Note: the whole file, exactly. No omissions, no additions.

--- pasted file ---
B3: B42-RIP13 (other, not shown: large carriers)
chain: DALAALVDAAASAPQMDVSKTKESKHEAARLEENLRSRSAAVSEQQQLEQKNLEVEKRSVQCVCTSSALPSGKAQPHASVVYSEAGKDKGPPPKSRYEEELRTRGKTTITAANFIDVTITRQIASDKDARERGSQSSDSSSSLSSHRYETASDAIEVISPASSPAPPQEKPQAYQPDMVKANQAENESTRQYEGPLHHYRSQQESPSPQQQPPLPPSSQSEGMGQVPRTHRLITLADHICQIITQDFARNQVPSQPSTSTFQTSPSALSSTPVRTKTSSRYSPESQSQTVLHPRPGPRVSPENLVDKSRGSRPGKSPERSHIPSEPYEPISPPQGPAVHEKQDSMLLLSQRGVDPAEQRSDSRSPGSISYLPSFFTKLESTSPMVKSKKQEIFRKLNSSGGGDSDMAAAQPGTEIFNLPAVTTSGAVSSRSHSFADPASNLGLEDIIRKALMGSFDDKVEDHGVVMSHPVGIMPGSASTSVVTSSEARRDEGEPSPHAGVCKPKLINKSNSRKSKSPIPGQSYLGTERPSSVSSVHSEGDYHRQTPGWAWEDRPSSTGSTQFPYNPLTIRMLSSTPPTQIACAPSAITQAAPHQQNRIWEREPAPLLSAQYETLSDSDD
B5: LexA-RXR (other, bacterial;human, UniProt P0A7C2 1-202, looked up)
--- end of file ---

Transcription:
B3: B42-RIP13 (other, not shown: large carriers)
chain: DALAALVDAAASAPQMDVSKTKESKHEAARLEENLRSRSAAVSEQQQLEQKNLEVEKRSVQCVCTSSALPSGKAQPHASVVYSEAGKDKGPPPKSRYEEELRTRGKTTITAANFIDVTITRQIASDKDARERGSQSSDSSSSLSSHRYETASDAIEVISPASSPAPPQEKPQAYQPDMVKANQAENESTRQYEGPLHHYRSQQESPSPQQQPPLPPSSQSEGMGQVPRTHRLITLADHICQIITQDFARNQVPSQPSTSTFQTSPSALSSTPVRTKTSSRYSPESQSQTVLHPRPGPRVSPENLVDKSRGSRPGKSPERSHIPSEPYEPISPPQGPAVHEKQDSMLLLSQRGVDPAEQRSDSRSPGSISYLPSFFTKLESTSPMVKSKKQEIFRKLNSSGGGDSDMAAAQPGTEIFNLPAVTTSGAVSSRSHSFADPASNLGLEDIIRKALMGSFDDKVEDHGVVMSHPVGIMPGSASTSVVTSSEARRDEGEPSPHAGVCKPKLINKSNSRKSKSPIPGQSYLGTERPSSVSSVHSEGDYHRQTPGWAWEDRPSSTGSTQFPYNPLTIRMLSSTPPTQIACAPSAITQAAPHQQNRIWEREPAPLLSAQYETLSDSDD
B5: LexA-RXR (other, bacterial;human, UniProt P0A7C2 1-202, looked up)